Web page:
(k) "Loss" means an egg that is inedible, cooked, frozen, contaminated, sour, musty, or an egg that contains a large blood spot, large meat spot, bloody white, green white, rot, stuck yolk, blood ring, embryo chick (at or beyond the blood ring state), free yolk in the white, or other foreign material.
(l) "Restricted" means eggs classified as checks, dirties, incubator rejects, inedibles, leakers and loss.
(a) Small Egg Producers who intend to wholesale eggs shall obtain a small egg producer license in accordance with the fee schedule determined by the department and approved by the legislature pursuant to U.C.A 4-2-2(2).
(a) Establish a designated work area separate from domestic living areas.
(i) Acceptable designated work areas may be an area in the basement, garage, or outbuilding.
(ii) Unacceptable work areas are domestic living areas, kitchens, laundry rooms, and bathrooms.
(b) The work area requires a sanitary work surface that is smooth, durable, and easily cleanable. This work surface must be cleaned and sanitized before each use. Any sinks, drain boards, or other equipment used for the egg handling operation must be cleaned and sanitized before each use.
(c) The premises shall be kept clean and free of rodent harborage areas.
(d) Designated storage areas are required for new packaging materials, utensils, and equipment that may be used for the egg handling practices. These items must be protected from contamination (e.g. moisture, strong odors, dust, or insects).
(e) Potable water is required for egg handling practices. Individual water wells require an annual bacteriological test (i.e. coliform bacteria). Commercial bottled water may be used.
(f) Hand washing stations must be conveniently located in the egg handling work area and provided with soap and paper towels.
(g) Toilet rooms must be accessible to employees.
(h) A designated refrigerator is required. The refrigerator is not required to be new or of a commercial type and may be placed in the garage, etc. The refrigerator must be equipped with a suitable thermometer to routinely verify that the 40 degrees F to 45 degrees F egg storage temperature is maintained.
(5) EGG QUALITY ASSURANCE
(a) Each producer will develop an egg quality assurance plan that, at a minimum, includes the following:
(i) Chicks/pullets will be purchased from hatcheries that are NPIP (National Poultry Improvement Plan) "US Salmonella Enteritidis Clean" status or equivalent state plan.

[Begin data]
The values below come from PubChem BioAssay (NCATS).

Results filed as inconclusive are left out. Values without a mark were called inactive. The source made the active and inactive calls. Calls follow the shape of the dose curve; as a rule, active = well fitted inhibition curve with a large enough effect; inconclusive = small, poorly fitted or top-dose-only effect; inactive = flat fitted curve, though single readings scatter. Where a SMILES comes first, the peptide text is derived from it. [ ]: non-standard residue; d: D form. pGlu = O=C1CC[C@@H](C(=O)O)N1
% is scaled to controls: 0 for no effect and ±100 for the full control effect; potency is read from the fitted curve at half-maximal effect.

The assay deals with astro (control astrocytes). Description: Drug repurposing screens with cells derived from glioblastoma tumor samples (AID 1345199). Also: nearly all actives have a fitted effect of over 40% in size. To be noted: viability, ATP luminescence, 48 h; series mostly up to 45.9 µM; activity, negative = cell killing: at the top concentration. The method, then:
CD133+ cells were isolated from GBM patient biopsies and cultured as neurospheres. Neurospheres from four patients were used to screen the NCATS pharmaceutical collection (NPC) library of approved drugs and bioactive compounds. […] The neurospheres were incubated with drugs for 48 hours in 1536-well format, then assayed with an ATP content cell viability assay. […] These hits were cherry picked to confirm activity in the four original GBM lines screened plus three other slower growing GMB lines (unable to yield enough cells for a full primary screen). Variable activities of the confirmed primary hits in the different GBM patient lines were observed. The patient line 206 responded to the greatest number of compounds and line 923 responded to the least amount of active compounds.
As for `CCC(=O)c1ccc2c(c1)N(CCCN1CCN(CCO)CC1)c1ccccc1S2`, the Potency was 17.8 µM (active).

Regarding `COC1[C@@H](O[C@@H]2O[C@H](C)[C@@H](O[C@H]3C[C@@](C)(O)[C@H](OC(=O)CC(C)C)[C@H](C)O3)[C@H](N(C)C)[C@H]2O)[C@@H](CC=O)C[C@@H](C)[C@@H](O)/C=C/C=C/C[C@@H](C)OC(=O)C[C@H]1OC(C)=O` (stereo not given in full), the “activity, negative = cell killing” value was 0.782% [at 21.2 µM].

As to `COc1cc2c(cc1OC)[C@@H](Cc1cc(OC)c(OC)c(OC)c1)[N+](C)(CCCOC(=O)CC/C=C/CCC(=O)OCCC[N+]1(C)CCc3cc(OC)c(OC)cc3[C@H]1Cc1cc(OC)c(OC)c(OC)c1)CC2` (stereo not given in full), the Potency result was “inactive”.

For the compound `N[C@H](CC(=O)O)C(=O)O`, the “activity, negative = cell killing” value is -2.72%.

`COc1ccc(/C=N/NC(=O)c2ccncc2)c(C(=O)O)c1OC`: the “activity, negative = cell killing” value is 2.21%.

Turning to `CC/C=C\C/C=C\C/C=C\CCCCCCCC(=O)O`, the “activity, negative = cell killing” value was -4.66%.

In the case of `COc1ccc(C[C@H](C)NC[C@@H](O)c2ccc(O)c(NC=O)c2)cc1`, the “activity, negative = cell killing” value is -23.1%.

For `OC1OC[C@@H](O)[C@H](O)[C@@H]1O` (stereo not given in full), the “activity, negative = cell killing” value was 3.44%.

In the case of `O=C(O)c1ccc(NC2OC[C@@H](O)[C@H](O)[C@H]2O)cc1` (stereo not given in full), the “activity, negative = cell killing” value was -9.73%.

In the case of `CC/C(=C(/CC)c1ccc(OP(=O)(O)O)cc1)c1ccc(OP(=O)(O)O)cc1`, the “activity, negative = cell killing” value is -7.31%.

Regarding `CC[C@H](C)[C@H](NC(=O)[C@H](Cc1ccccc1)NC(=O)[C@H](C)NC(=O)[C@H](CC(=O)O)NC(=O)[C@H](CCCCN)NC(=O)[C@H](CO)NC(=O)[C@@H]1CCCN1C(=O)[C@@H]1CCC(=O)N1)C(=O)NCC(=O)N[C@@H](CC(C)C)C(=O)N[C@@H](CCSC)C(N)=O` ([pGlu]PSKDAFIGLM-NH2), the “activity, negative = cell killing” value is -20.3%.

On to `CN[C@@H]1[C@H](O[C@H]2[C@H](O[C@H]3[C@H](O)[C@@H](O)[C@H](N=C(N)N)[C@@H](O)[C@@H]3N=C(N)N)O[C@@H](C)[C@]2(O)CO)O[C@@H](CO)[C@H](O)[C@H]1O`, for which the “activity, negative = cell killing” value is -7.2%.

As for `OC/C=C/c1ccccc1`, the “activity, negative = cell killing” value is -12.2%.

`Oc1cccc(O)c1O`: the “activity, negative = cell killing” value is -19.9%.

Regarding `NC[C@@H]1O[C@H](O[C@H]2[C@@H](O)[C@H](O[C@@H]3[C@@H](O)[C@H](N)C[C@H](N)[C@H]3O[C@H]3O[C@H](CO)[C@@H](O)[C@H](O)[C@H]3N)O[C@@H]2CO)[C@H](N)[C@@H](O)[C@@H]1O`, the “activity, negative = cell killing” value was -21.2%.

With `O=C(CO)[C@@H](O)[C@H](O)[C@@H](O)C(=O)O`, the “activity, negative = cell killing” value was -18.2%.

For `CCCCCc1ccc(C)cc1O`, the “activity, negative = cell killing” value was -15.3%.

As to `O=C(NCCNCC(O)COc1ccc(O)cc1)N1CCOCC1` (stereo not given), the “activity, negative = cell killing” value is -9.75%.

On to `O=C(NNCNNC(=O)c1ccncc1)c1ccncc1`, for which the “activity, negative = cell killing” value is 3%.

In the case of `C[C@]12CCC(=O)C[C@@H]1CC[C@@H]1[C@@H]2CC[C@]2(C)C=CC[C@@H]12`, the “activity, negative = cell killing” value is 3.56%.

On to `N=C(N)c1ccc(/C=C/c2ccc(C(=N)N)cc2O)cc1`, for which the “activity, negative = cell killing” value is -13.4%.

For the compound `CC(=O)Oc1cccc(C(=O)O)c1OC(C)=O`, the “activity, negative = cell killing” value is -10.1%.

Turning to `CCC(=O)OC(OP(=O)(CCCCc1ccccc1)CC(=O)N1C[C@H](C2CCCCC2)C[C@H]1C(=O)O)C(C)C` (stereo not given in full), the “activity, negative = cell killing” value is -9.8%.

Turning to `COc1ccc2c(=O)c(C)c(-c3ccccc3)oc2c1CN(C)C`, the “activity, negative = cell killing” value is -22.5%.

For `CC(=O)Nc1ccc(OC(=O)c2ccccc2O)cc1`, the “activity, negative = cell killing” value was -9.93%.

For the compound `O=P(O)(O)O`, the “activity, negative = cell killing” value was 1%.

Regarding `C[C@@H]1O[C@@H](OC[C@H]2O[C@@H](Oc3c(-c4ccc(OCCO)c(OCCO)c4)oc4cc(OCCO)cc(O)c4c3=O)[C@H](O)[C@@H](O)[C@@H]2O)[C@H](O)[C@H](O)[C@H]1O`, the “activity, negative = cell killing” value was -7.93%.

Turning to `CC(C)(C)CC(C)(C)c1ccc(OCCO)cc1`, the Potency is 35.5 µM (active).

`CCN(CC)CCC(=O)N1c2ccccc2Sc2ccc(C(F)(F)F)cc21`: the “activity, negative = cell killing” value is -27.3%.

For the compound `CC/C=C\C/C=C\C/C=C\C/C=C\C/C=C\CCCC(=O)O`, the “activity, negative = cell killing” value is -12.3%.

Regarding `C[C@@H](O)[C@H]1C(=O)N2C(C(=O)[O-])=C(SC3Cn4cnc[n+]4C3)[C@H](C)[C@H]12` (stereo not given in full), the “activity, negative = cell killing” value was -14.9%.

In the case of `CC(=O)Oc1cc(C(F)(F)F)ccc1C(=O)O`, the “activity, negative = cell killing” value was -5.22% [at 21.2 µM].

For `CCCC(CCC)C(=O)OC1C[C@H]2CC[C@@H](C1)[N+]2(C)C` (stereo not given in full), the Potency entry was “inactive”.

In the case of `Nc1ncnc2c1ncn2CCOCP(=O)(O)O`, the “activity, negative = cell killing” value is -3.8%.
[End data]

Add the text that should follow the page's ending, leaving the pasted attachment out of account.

(ii) Testing the flock for Salmonella Enteriditis with environmental drag swab sampling once per year per flock.
(iii) A plan on how eggs will be handled if a Salmonella Enteriditis positive test is identified.
(iv) Basic bio-security protocols for the chicken houses.
(v) Records shall be kept and monitored on a regular basisin regards to newly received chicks.
(b) Producers must immediately report positive Salmonella and Avian Influenza tests to the office of the State Veterinarian.
(c) Producers may have their flocks participate in the NPIP program by contacting the Utah Department of Agriculture and Food, Division of Animal Industry.
(6) EGG HANDLING
(a) Hands must be thoroughly washed before starting egg handling and during egg handling to minimize cross-contamination of cleaned eggs.
(b) Maintain clean and dry nest boxes, change nest material as needed to reduce dirty eggs. Gather eggs at least once daily.
(c) Clean eggs as needed soon after collecting. (Cleaning eggs refrigerated below 55 degrees F may cause shells to crack or check.) Minimal cleaning protects the natural protective covering on the shell. Acceptable egg cleaning methods include:
(i) dry cleaning by lightly sanding the stains or minimal dirty areas with sand paper;
(ii) using potable water in a hand spray bottle and immediately wiping dry with a single service paper towel, and/or;
(iii) briefly rinsing with running water spray and immediately wiping dry with a single service paper towel. The wash water shall be a minimum of 90 degrees F, which is warm to the touch, and shall be at least twenty degrees warmer than the temperature of the eggs to be washed.
(d) Unacceptable cleaning methods include: submerging shell eggs in water or any other solution or using cleaners that are not food grade and approved for shell egg cleaning. The porous egg shell is not impervious to odors, chemicals, and off flavors.
(e) Refrigerate the cleaned eggs immediately to 45 degrees F or less. The cleaned eggs can be packaged later. Store packaged at eggs 45 degrees F or less.
(7) PACKAGING AND LABELING
(a) Use new packaging (pulp cartons, etc.). Packaging may be purchased online, group buying, small farm co-operatives, etc.
(b) Self-adhesive attractive labels may be easily produced on a computer. The labels must include:
(i) UDAF Permit License number.
(ii) Common name of the food.
(iii) Quantity, the number of eggs.
(iv) Name and Address of the egg producer;
(v) The statement "Keep Refrigerated";
(vi) The statement "SAFE HANDLING INSTRUCTIONS: To prevent illness from bacteria: Keep eggs refrigerated, cook eggs until yolks are firm, and cook foods containing eggs thoroughly."